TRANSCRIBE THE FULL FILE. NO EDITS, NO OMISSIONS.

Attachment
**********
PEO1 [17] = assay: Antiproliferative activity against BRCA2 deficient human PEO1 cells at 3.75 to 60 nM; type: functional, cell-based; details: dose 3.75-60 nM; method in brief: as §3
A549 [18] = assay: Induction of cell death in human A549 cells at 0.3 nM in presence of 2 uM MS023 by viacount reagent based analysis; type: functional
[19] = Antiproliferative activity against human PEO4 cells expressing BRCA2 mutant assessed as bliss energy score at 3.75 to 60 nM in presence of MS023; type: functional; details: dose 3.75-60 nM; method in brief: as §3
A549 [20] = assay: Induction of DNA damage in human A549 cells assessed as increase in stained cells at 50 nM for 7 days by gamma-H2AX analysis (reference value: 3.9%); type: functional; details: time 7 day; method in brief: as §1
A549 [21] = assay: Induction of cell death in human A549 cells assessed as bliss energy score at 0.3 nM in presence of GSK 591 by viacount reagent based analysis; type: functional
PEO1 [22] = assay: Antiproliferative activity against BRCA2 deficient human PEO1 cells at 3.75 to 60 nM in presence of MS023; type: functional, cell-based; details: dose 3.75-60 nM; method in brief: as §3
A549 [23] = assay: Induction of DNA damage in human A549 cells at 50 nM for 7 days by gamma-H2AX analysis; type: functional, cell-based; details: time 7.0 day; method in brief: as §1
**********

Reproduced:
PEO1 [17] = assay: Antiproliferative activity against BRCA2 deficient human PEO1 cells at 3.75 to 60 nM; type: functional, cell-based; details: dose 3.75-60 nM; method in brief: as §3
A549 [18] = assay: Induction of cell death in human A549 cells at 0.3 nM in presence of 2 uM MS023 by viacount reagent based analysis; type: functional
[19] = Antiproliferative activity against human PEO4 cells expressing BRCA2 mutant assessed as bliss energy score at 3.75 to 60 nM in presence of MS023; type: functional; details: dose 3.75-60 nM; method in brief: as §3
A549 [20] = assay: Induction of DNA damage in human A549 cells assessed as increase in stained cells at 50 nM for 7 days by gamma-H2AX analysis (reference value: 3.9%); type: functional; details: time 7 day; method in brief: as §1
A549 [21] = assay: Induction of cell death in human A549 cells assessed as bliss energy score at 0.3 nM in presence of GSK 591 by viacount reagent based analysis; type: functional
PEO1 [22] = assay: Antiproliferative activity against BRCA2 deficient human PEO1 cells at 3.75 to 60 nM in presence of MS023; type: functional, cell-based; details: dose 3.75-60 nM; method in brief: as §3
A549 [23] = assay: Induction of DNA damage in human A549 cells at 50 nM for 7 days by gamma-H2AX analysis; type: functional, cell-based; details: time 7.0 day; method in brief: as §1